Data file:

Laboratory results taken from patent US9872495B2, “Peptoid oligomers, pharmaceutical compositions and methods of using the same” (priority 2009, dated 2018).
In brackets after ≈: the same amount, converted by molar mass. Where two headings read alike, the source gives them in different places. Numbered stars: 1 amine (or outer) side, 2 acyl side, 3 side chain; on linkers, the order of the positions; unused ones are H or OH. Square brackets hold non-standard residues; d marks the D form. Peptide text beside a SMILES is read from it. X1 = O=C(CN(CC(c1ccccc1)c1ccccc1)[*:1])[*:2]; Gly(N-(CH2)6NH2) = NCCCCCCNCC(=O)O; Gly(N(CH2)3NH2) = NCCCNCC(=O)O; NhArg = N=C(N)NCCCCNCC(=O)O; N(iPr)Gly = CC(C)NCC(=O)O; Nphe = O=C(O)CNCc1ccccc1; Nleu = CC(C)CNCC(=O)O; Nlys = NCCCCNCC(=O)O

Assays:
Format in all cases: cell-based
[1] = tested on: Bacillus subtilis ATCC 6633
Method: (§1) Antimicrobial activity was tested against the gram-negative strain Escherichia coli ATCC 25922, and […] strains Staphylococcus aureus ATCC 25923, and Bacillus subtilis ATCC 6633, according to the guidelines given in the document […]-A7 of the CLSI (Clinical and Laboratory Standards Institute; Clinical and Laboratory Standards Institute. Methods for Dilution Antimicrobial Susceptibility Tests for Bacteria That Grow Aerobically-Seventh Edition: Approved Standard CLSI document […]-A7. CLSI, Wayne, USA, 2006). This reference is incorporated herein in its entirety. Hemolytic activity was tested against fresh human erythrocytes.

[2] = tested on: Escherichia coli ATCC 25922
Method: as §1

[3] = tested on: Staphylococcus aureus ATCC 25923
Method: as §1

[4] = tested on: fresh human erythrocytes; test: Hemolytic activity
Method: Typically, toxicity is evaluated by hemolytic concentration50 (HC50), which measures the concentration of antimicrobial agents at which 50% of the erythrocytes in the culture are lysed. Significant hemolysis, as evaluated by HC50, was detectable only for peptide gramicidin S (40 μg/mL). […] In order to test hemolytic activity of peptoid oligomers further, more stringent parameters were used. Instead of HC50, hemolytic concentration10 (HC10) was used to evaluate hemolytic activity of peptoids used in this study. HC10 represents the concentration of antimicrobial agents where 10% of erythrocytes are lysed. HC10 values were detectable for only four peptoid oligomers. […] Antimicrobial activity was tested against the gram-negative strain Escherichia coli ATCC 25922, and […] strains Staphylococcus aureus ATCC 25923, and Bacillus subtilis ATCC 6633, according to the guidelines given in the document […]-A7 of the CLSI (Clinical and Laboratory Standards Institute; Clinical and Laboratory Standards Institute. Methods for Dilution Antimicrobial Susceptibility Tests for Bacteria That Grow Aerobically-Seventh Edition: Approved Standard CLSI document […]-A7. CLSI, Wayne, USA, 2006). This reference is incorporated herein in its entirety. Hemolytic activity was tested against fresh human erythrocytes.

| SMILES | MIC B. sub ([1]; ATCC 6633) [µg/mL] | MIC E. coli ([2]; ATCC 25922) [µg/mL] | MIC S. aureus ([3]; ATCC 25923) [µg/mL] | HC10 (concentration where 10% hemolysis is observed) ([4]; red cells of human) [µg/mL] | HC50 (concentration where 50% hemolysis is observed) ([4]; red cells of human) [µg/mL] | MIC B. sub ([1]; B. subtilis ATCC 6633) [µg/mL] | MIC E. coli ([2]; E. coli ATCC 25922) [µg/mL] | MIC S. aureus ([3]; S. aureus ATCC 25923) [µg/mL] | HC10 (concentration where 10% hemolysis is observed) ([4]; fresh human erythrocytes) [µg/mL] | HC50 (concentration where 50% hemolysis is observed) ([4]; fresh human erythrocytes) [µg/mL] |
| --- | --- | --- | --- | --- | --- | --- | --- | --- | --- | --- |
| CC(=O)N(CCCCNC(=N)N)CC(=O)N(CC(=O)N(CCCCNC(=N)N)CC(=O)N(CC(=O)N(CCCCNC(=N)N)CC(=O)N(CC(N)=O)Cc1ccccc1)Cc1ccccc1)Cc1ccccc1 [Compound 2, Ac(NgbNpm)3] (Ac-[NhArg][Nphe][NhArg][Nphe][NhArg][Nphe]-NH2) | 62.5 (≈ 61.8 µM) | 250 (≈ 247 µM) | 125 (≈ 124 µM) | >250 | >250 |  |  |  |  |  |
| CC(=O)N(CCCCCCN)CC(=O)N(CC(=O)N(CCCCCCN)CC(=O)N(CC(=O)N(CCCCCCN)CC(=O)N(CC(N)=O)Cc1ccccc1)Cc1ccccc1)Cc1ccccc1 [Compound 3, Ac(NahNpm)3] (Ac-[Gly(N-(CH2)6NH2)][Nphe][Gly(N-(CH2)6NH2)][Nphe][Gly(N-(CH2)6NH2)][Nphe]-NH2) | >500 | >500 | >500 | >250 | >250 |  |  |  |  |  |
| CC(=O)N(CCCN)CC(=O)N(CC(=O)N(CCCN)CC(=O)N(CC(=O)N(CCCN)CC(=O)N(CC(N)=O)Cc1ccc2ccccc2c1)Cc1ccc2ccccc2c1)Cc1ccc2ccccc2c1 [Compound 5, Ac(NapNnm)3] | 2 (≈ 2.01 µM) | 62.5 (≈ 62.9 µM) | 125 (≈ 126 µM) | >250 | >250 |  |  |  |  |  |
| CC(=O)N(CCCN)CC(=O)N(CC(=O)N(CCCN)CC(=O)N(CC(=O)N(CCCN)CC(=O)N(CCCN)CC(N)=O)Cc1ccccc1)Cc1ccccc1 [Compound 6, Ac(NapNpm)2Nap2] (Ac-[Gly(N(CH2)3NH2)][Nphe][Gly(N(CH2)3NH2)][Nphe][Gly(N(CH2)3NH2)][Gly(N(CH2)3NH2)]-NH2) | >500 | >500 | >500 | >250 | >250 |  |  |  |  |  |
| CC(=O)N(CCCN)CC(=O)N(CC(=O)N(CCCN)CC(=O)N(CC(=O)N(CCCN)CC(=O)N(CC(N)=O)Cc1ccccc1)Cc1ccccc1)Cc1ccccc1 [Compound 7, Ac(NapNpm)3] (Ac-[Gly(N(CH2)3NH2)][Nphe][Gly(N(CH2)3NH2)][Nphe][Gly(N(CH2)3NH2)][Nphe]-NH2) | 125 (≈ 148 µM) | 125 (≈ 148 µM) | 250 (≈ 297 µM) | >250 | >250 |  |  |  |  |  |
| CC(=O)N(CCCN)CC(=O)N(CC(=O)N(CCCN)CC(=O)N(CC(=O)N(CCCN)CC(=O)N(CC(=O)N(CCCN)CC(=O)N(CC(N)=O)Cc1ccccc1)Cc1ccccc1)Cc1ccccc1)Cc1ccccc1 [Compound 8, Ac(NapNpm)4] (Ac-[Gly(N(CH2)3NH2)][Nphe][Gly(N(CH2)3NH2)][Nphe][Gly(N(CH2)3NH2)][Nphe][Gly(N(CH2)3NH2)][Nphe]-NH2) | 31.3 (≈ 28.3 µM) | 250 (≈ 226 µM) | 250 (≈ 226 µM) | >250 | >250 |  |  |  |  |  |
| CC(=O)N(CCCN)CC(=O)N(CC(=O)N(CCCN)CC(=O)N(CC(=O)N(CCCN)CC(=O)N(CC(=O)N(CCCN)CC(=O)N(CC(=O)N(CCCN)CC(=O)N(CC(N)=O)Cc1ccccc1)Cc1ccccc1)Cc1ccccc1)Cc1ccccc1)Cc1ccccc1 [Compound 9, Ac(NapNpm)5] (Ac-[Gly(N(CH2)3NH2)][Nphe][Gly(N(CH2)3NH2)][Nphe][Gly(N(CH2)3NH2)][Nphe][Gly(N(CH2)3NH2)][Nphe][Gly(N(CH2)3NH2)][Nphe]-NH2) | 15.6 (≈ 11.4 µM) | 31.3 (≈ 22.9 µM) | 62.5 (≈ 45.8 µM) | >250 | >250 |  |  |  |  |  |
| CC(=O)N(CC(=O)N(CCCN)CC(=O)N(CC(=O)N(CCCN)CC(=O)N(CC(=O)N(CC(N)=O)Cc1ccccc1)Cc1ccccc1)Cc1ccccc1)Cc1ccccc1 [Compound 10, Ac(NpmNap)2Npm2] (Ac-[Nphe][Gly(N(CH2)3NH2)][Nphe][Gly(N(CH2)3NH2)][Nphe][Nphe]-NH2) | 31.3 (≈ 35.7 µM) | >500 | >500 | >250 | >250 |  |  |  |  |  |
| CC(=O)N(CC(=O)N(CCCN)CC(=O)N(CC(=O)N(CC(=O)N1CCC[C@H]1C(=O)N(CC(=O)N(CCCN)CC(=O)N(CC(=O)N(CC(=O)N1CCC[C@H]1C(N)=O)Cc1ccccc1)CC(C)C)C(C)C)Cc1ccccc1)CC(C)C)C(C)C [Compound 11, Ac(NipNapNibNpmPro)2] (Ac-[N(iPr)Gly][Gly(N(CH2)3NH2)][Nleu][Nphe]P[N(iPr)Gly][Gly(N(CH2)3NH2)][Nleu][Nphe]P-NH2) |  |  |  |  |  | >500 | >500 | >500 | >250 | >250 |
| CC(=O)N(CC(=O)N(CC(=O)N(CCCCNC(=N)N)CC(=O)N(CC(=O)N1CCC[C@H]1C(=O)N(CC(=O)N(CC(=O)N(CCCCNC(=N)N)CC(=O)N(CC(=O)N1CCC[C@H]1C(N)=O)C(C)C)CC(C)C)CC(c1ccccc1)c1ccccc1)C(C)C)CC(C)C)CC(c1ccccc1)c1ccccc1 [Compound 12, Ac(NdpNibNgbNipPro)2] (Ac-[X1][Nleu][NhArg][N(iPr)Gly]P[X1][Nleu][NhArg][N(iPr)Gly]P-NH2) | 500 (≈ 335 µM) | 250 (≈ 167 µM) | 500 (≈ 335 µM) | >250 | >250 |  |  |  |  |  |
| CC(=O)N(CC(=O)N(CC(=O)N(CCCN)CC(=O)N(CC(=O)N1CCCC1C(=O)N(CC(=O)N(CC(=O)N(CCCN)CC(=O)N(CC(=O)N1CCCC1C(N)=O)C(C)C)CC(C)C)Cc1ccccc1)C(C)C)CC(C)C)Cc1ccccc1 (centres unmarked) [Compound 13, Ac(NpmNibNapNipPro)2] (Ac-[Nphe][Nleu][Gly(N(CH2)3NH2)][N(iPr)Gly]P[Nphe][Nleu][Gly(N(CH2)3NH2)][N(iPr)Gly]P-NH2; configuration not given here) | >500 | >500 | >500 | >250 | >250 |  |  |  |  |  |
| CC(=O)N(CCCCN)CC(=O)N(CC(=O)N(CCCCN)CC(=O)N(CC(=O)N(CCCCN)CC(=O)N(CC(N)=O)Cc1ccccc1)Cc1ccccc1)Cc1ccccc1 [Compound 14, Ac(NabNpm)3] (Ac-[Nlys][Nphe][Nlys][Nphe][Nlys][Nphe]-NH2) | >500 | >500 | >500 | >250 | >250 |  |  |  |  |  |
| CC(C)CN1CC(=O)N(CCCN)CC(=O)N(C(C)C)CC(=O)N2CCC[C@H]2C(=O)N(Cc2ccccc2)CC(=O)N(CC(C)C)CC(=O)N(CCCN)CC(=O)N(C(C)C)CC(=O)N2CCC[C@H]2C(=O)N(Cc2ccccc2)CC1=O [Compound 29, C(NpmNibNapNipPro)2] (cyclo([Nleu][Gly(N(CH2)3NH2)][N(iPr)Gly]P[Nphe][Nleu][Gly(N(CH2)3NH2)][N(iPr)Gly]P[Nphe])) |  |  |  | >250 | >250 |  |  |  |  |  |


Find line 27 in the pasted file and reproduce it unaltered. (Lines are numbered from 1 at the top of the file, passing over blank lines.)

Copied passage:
| CC(C)CN1CC(=O)N(CCCN)CC(=O)N(C(C)C)CC(=O)N2CCC[C@H]2C(=O)N(Cc2ccccc2)CC(=O)N(CC(C)C)CC(=O)N(CCCN)CC(=O)N(C(C)C)CC(=O)N2CCC[C@H]2C(=O)N(Cc2ccccc2)CC1=O [Compound 29, C(NpmNibNapNipPro)2] (cyclo([Nleu][Gly(N(CH2)3NH2)][N(iPr)Gly]P[Nphe][Nleu][Gly(N(CH2)3NH2)][N(iPr)Gly]P[Nphe])) |  |  |  | >250 | >250 |  |  |  |  |  |